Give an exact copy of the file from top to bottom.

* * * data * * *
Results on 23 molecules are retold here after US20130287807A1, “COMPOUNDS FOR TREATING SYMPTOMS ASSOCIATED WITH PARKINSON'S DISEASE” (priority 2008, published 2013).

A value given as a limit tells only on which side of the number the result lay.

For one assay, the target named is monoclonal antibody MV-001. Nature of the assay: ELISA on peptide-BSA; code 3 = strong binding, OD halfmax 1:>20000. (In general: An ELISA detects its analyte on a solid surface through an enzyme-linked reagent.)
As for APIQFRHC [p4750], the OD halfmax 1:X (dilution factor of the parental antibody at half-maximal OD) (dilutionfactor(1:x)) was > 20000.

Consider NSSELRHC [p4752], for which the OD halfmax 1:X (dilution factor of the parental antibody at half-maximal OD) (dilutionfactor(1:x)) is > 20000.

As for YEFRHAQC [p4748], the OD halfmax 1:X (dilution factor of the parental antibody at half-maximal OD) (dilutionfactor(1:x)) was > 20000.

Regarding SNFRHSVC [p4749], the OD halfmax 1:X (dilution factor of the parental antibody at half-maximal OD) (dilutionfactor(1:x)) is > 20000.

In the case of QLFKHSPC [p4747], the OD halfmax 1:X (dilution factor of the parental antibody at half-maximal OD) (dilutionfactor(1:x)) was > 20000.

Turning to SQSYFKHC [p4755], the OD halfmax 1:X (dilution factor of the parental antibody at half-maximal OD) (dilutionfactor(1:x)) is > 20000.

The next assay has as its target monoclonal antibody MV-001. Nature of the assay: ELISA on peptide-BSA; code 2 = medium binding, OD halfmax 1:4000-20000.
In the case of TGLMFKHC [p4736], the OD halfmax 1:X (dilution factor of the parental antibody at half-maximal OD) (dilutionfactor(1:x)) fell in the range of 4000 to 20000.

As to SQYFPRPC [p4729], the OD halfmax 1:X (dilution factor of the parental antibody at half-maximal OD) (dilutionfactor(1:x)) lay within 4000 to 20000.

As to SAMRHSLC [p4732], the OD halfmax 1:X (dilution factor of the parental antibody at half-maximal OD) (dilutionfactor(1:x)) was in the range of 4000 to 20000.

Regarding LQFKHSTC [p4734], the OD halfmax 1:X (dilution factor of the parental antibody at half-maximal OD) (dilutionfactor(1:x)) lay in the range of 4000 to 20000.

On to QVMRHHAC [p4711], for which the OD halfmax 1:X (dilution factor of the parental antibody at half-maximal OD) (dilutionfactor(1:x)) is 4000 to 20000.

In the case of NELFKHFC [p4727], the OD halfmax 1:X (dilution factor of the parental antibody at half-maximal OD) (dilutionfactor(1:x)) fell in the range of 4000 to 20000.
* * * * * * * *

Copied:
Results on 23 molecules are retold here after US20130287807A1, “COMPOUNDS FOR TREATING SYMPTOMS ASSOCIATED WITH PARKINSON'S DISEASE” (priority 2008, published 2013).

A value given as a limit tells only on which side of the number the result lay.

For one assay, the target named is monoclonal antibody MV-001. Nature of the assay: ELISA on peptide-BSA; code 3 = strong binding, OD halfmax 1:>20000. (In general: An ELISA detects its analyte on a solid surface through an enzyme-linked reagent.)
As for APIQFRHC [p4750], the OD halfmax 1:X (dilution factor of the parental antibody at half-maximal OD) (dilutionfactor(1:x)) was > 20000.

Consider NSSELRHC [p4752], for which the OD halfmax 1:X (dilution factor of the parental antibody at half-maximal OD) (dilutionfactor(1:x)) is > 20000.

As for YEFRHAQC [p4748], the OD halfmax 1:X (dilution factor of the parental antibody at half-maximal OD) (dilutionfactor(1:x)) was > 20000.

Regarding SNFRHSVC [p4749], the OD halfmax 1:X (dilution factor of the parental antibody at half-maximal OD) (dilutionfactor(1:x)) is > 20000.

In the case of QLFKHSPC [p4747], the OD halfmax 1:X (dilution factor of the parental antibody at half-maximal OD) (dilutionfactor(1:x)) was > 20000.

Turning to SQSYFKHC [p4755], the OD halfmax 1:X (dilution factor of the parental antibody at half-maximal OD) (dilutionfactor(1:x)) is > 20000.

The next assay has as its target monoclonal antibody MV-001. Nature of the assay: ELISA on peptide-BSA; code 2 = medium binding, OD halfmax 1:4000-20000.
In the case of TGLMFKHC [p4736], the OD halfmax 1:X (dilution factor of the parental antibody at half-maximal OD) (dilutionfactor(1:x)) fell in the range of 4000 to 20000.

As to SQYFPRPC [p4729], the OD halfmax 1:X (dilution factor of the parental antibody at half-maximal OD) (dilutionfactor(1:x)) lay within 4000 to 20000.

As to SAMRHSLC [p4732], the OD halfmax 1:X (dilution factor of the parental antibody at half-maximal OD) (dilutionfactor(1:x)) was in the range of 4000 to 20000.

Regarding LQFKHSTC [p4734], the OD halfmax 1:X (dilution factor of the parental antibody at half-maximal OD) (dilutionfactor(1:x)) lay in the range of 4000 to 20000.

On to QVMRHHAC [p4711], for which the OD halfmax 1:X (dilution factor of the parental antibody at half-maximal OD) (dilutionfactor(1:x)) is 4000 to 20000.

In the case of NELFKHFC [p4727], the OD halfmax 1:X (dilution factor of the parental antibody at half-maximal OD) (dilutionfactor(1:x)) fell in the range of 4000 to 20000.